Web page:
Kneeling, sitting or any other form of protest probably won't happen during the national anthem at Fountain-Fort Carson football games.
Instead, the Trojans stand with their helmets under their left arms and right arms across their chests.
First-year coach Jake Novotny made sure his players knew that before the Trojans' Sept. 2 season opener.
On Tuesday, the Denver Post reported that some football players at Aurora Central have been kneeling during the anthem for their first three games and plan to continue doing so.
Many of Novotny's players have parents who serve or served in the military, and standing for the national anthem is the only option.
"It's a little different down here," said Novotny, whose father is a 30-year veteran of the Denver Police Department and whose younger sister is now also with the Denver Police.
"Ninety percent of my kids here, their parents served (in the military) and I don't think it's crossed any of their minds to disrespect the flag or the country in that way. Whether it's to prove a point or not, they wouldn't do that. It's one of those things, we don't have to fight that battle here."
The kneeling (or sitting) during the anthem was started by San Francisco 49ers backup quarterback Colin Kaepernick before the preseason game against Green Bay on Aug. 26 in protest of what Kaepernick said are injustices to African-Americans and other minorities.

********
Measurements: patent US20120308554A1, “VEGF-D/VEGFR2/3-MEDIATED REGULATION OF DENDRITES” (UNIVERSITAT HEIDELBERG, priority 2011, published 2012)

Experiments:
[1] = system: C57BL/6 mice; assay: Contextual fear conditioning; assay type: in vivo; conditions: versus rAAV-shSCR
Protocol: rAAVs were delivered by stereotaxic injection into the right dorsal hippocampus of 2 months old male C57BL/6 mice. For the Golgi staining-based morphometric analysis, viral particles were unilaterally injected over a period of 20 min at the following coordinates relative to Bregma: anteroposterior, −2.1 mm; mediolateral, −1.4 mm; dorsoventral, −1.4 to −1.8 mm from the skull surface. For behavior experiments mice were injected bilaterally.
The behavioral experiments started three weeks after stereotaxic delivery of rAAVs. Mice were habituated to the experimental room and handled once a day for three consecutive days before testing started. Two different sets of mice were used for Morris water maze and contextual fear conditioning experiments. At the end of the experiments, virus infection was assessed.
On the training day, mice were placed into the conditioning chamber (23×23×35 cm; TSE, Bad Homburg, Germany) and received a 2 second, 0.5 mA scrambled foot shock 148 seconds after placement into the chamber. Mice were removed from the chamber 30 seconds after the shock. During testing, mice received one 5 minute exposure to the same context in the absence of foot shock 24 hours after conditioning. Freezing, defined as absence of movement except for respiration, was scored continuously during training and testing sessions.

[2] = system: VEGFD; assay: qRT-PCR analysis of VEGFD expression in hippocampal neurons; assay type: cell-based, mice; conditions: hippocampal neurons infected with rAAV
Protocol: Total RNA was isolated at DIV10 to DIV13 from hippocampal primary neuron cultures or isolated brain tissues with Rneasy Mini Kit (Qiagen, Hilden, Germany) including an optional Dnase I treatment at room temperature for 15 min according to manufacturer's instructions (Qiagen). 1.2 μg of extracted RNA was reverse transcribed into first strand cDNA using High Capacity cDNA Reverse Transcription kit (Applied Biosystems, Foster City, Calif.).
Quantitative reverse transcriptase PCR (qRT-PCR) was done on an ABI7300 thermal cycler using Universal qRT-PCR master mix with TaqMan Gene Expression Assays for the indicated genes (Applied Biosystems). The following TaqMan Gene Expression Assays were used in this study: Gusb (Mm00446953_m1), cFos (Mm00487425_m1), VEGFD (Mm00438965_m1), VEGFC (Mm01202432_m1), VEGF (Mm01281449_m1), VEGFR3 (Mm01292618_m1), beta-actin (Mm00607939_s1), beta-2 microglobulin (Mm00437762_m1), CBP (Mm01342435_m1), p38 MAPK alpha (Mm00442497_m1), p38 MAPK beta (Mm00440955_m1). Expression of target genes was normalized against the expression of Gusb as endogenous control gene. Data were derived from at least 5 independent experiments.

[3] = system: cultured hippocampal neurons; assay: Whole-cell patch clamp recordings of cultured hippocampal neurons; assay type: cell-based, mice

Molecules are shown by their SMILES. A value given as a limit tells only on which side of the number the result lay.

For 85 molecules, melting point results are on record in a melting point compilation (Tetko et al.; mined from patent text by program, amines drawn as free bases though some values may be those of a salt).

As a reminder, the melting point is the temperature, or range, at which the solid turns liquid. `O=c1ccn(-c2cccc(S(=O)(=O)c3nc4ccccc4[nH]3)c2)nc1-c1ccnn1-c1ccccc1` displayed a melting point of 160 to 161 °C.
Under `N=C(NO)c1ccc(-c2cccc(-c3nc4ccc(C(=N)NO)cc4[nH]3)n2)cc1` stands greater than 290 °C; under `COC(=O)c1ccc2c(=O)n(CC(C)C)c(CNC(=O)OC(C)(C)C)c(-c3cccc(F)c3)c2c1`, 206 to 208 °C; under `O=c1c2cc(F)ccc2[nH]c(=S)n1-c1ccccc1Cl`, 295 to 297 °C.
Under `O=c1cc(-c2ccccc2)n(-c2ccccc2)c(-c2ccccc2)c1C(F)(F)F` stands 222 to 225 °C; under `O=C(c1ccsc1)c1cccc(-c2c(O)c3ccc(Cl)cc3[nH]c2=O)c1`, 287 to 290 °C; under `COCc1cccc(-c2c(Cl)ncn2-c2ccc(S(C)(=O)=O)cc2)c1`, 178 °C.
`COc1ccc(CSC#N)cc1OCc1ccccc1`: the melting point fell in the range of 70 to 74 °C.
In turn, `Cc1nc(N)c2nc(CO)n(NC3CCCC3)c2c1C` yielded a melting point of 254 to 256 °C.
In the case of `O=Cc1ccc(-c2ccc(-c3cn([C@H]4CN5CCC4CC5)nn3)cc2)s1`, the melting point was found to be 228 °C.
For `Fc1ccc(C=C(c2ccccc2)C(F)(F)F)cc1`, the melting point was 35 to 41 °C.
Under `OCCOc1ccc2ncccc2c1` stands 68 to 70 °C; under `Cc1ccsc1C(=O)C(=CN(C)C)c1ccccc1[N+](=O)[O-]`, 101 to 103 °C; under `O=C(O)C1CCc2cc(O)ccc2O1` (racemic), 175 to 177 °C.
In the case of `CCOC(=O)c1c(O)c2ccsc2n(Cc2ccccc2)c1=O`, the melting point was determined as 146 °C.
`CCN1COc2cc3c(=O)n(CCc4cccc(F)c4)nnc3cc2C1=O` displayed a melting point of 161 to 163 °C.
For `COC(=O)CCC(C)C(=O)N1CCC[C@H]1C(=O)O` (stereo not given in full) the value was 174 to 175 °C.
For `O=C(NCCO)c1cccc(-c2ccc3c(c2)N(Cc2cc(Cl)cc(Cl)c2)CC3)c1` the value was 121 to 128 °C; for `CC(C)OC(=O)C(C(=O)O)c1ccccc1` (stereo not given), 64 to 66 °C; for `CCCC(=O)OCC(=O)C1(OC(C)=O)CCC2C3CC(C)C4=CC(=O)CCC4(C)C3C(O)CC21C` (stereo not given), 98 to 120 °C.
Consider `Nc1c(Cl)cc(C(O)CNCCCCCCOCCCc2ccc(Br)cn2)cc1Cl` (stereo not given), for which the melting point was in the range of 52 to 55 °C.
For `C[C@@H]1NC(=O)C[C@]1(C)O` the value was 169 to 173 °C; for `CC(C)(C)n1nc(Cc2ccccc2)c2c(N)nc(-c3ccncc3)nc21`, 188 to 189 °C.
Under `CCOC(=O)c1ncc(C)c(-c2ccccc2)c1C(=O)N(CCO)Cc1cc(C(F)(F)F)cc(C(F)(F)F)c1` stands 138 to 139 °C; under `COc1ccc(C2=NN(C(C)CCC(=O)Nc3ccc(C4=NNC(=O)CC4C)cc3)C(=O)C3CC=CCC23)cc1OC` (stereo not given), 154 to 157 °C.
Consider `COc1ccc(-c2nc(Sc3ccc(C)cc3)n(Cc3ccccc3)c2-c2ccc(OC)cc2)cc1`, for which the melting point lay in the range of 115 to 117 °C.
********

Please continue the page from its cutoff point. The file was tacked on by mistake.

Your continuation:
"I am not going to stand up to show pride in a flag for a country that oppresses black people and people of color," Kaepernick told NFL Media after the game.
Other NFL players, including the Broncos' Brandon Marshall, have chosen to kneel, as have players in other sports.
Novotny, who also served in law enforcement before moving into coaching, said the issue has never come up with the Trojans, who have the presentation of the colors before home games.
"Every single one of them knows somebody or lives with somebody that serves in the military," he said.
Novotny also was quick to point out he understands Americans' rights to free speech and to protest, as guaranteed by the Constitution. But he'd rather see a protest take place elsewhere.
Kaepernick's protest came a week before the Trojans' opener. The momentum had yet to build, but it was definitely a topic of conversation.
"I told them that's not how we do it here at Fountain," Novotny said. "That's not the Trojan way. We're a team.
"We're all going to stand, we're all going to respect the flag. I told them, for us it's a way to think about the people who've sacrificed for us. A lot of them, their parents have sacrificed for us to do what we're about to go do, play a game of football."